The nine or ten minutes that follow the courtroom segment could have been the ending of the movie. It would have made for a completely different movie from what it ultimately is, but it could still count as an ending. The last quarter of the movie ups the ridiculous factor by a bit and drags on more than I would have liked, but I would not necessarily say that it is a let down from what came before.
Lest one feel like going on a rant about the horrors of rape in India, I feel the need to point out that this movie is a remake of an American film called Lipstick, which was released in 1976. That movie isâ€¦not my cup of tea. Insaf Ka Tarazu may have been smutty for the standards of Bollywood movies in the early 1980s, but Lipstick just comes across as sleazy. The stories are similar enough, but I feel like the remake benefits from a much longer lead up. The original character of the rapist seemed more of an outcast who makes awful electronic experimental music. The remake turns him into a successful businessman, which could be seen as clichÃ©. More importantly, though, he is a symbol of male entitlement; someone who does the right thing over and over again for a woman because he wants to bed her, and then lashes out when she does not act like his romantic prize.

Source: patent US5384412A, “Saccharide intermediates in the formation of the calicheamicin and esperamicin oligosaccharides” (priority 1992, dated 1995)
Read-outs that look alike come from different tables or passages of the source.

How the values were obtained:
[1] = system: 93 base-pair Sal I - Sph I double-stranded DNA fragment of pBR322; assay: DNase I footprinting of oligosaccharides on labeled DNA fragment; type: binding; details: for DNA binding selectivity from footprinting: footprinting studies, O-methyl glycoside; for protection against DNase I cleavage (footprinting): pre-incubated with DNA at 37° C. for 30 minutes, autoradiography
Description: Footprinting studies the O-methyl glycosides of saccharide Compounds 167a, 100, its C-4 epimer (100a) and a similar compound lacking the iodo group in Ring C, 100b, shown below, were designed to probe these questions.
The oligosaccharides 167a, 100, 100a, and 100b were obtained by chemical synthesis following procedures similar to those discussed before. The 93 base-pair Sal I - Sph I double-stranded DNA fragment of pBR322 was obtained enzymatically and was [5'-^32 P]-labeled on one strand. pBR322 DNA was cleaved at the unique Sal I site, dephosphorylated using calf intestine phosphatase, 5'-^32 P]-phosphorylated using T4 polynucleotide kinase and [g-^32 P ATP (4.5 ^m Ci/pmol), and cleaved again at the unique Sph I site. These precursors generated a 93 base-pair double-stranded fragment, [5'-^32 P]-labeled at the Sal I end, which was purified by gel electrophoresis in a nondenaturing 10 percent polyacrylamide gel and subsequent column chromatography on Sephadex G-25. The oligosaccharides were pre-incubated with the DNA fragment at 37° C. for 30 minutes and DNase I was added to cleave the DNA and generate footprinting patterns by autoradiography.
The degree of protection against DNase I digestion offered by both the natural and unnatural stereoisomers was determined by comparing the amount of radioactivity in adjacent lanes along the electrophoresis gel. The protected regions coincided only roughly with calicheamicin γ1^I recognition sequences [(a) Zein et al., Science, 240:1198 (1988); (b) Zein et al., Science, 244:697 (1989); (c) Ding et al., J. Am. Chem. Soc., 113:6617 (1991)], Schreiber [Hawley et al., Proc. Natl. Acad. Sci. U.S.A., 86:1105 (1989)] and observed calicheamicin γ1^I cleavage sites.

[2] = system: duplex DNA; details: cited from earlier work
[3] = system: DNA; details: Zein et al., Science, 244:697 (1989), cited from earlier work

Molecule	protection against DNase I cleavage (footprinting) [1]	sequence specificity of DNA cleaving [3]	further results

I could point out other reasons why I prefer the remake, but that would be tangential to this post. I will say that a few of the more questionable narrative choices in the remake beyond the first few minutes have basis in the original movie. In some instances, the remake takes some awkward plot point from Lipstick and ramps it up to a ridiculous level. In other instances, the remake either downplays or better rationalizes the weird story turns of the original. So, it kind of evens out.
Soâ€¦is this a movie to watch on Christmas? Welâ€¦no. As you may have figured out, my schedule for my WTF ASIA picks rarely correspond with special days. Still, this is something to check out some time if you feel up for it.
Next Time: Where Now Are the Dreams of Youth? (Japan: 1932, approx. 85 minutes)
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Time After Next: The Missing Gun (China: 2002, approx. 90 minutes)